Change to an invisible zip foot | Take a look at your zip foot and you will see 2 grooves or channels on the bottom of your invisible zip foot –  yours may not look exactly mine but you’ll get the idea. The coils of the zip will sit in one of these channels dependant on which side you are stitching. Choose the groove furthest away from the SA and so that you are stitching through the zip tape right next to the coil.Stitch | Stitch with the dress RSU and start with a backstitch at the top of the zip. Stitch close to the zip coil and roll the coil with your fingers as you stitch so it sits perpendicular to the zip tape as you sew. Do not stitch on the coil as your zip will not close! Stop with a backstitch when you get to your mark at the base of the zip opening.

Mark the stripes | Close the zip. Now carefully mark the base of the opening, the waist seam position and the stripe positions on the tape on the other side of the zip with chalk, tacking thread or a fabric marker pen. Take your time and do this accurately as it will allow you to match the stripes across the zip. Then pull the zip puller to the bottom of the zip again.Now to place the other side of the zip! Pin the zip tape in the same way you did before, making sure the coil stays on the CB line (it will help if you marked your SA) and take your time to match the stripes and waist seam to your markings. Make sure you also line up the top stops on each side of the zip or it will look uneven and stepped at the top when it is closed. Use a small stitch and tack the zip tape and the seam allowance together as close to the coil as possible.

TIP: If you want to close the zip to check your stripe matching after tacking but before you machine stitch permanently, you will need to unpick the last few centimetres of tacking at the bottom of the zip to get the puller back below the zip opening before re-tacking that last bit again.For overkill, and because I still found that the stripes moved a smidge, I went back and added pins horizontally across the zip to stop any stripes shifting under the machine as I stitched. I removed these as I sewed.Start at the top again, with a backstitch, and stitch the other side of the zip using the other groove of your machine foot. Go slowly and stop and backstitch at your mark at the base of the opening.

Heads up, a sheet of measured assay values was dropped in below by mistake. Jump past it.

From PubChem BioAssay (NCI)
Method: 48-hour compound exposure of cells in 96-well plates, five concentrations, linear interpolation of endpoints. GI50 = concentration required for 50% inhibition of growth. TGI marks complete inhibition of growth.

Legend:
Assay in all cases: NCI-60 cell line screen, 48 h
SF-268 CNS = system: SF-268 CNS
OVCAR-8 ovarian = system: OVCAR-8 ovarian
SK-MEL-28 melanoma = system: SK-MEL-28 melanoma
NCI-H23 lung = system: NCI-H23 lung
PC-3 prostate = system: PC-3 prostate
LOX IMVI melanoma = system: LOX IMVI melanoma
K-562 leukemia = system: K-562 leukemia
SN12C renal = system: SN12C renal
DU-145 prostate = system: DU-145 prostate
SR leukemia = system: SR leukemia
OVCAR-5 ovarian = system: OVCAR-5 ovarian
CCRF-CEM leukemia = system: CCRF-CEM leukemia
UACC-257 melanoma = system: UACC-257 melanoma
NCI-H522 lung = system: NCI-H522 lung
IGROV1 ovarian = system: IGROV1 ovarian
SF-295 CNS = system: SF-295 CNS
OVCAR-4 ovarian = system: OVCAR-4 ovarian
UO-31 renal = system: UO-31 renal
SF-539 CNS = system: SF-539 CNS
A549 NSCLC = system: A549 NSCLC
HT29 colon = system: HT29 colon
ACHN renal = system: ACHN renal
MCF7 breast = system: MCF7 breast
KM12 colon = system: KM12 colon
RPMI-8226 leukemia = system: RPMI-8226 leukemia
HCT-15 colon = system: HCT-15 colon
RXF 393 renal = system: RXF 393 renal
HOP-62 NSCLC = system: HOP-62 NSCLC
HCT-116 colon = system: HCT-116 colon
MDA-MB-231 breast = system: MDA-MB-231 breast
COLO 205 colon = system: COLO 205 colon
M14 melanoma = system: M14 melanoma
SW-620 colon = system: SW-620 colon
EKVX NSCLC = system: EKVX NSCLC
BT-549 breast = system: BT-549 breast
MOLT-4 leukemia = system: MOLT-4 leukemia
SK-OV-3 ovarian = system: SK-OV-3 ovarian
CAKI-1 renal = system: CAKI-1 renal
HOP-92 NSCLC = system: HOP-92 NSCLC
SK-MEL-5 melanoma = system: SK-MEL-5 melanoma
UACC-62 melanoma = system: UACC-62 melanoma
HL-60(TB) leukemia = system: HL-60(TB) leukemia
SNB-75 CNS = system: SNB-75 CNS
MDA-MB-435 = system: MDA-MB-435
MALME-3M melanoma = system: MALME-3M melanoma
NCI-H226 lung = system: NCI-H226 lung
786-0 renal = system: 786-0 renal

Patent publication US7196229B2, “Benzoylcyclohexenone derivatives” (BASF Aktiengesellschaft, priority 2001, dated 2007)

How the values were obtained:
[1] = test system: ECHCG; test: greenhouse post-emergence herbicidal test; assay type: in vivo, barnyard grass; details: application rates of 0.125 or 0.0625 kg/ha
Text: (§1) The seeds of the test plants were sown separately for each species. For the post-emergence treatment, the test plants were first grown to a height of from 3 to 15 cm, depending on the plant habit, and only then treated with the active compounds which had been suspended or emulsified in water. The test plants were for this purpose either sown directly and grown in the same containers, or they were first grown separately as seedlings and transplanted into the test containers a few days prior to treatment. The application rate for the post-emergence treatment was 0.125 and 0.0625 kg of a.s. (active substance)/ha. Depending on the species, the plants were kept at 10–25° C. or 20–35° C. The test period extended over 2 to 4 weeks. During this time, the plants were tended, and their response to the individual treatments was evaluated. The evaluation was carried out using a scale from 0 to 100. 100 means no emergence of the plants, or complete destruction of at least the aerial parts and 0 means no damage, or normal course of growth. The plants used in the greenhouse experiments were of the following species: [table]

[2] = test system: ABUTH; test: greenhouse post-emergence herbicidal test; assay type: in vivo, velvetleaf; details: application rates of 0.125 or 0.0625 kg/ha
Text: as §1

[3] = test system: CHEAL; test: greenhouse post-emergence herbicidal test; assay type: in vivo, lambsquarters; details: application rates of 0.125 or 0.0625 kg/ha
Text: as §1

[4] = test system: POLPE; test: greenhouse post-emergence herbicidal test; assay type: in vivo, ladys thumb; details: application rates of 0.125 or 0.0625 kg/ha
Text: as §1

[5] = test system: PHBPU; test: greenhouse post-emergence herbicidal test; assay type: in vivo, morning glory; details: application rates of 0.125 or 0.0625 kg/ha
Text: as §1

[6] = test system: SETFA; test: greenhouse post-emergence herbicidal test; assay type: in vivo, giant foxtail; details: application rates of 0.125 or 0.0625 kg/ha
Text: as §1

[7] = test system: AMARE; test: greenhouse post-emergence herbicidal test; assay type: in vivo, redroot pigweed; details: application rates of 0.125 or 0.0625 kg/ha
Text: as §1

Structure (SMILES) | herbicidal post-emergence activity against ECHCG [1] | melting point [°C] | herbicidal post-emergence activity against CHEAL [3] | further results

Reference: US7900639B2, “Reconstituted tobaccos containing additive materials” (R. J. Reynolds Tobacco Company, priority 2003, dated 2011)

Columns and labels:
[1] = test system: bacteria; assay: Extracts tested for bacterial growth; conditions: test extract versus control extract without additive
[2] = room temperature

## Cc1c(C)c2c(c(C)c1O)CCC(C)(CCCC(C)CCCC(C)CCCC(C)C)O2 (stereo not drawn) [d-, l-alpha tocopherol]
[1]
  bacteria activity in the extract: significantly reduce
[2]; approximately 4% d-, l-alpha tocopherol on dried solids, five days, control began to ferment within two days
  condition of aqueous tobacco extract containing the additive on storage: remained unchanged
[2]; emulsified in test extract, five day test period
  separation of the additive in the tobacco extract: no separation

Close the zip to check puller will run up and down and all looks good before continuing.

If any of your stripes have shifted or you caught the teeth of the zip you can always unpick just a section and re-stitch. But please remember that there is no such thing as the sewing police – if you’re happy to wear it, it’s good enough!

Shorten the zip | If your zip is too long, it’s easy enough to shorten.

Always shorten an invisible zip after it has been sewn in and when it is CLOSED!First, we will need to create a new stopper at the bottom of the zip. Take a length of thread, double it and thread a needle with the folded end to give you 4 strands of thread to sew with. Knot the end.Start from underneath the zip so the knot is hidden and about 1cm below the opening and whipstitch (oversew) around the coil of the zip. You are only sewing through the zip, not the garment.Do this a few times to create a stopper for the zip before securing your thread.Leave about 3cm (1″) of tape below the stopper and then you just can cut off the excess zip.

Secure the zip |Change to an ordinary zip foot (sometimes called a half foot). We are going to anchor the zip tape to the seam allowance at the base of the zip. The point of this is to take some of the strain away from the zip when it’s being pulled up and also to stop it flapping around.Machine stitch through the zip tape and SA by stitching forward and backwards a few times in a straight line on either side of the zip to create a bartack. Make sure you are only stitching zip tape to SA and you are not stitching through the dress! You can do this bit by hand if you prefer, in the same way that you created a stopper.

Press | Give your zip a gentle final press!

Troubleshooting |

It’s very easy to get carried away and obsess over the things we make and sometimes we just have to say that will do. And it will do, it really will!

But this was a problem I had and the solution wasn’t what I thought it would be, so on the off chance it helps here it is…Now I’m sorry to say that I didn’t take a ‘before I unpicked it photo’, but those stripes on the skirt below the waist didn’t match. They weren’t out by a lot, but enough to be annoying. I assumed that I needed to move the stripes up or down the zip to get them matching to the other side. Once I had released that stitching I could see that I actually needed to move them to the right (the pins are my original line of stitching) and gain a few millimetres from the SA to get them to match. We had a saying in the Industry years ago – ‘wangle it’ which basically means can you bodge/fiddle something that should work, to make it work? So sometimes, when it’s necessary, we ‘wangle it’ and that’s OK.

So I moved those stripes across to where I wanted them and voila!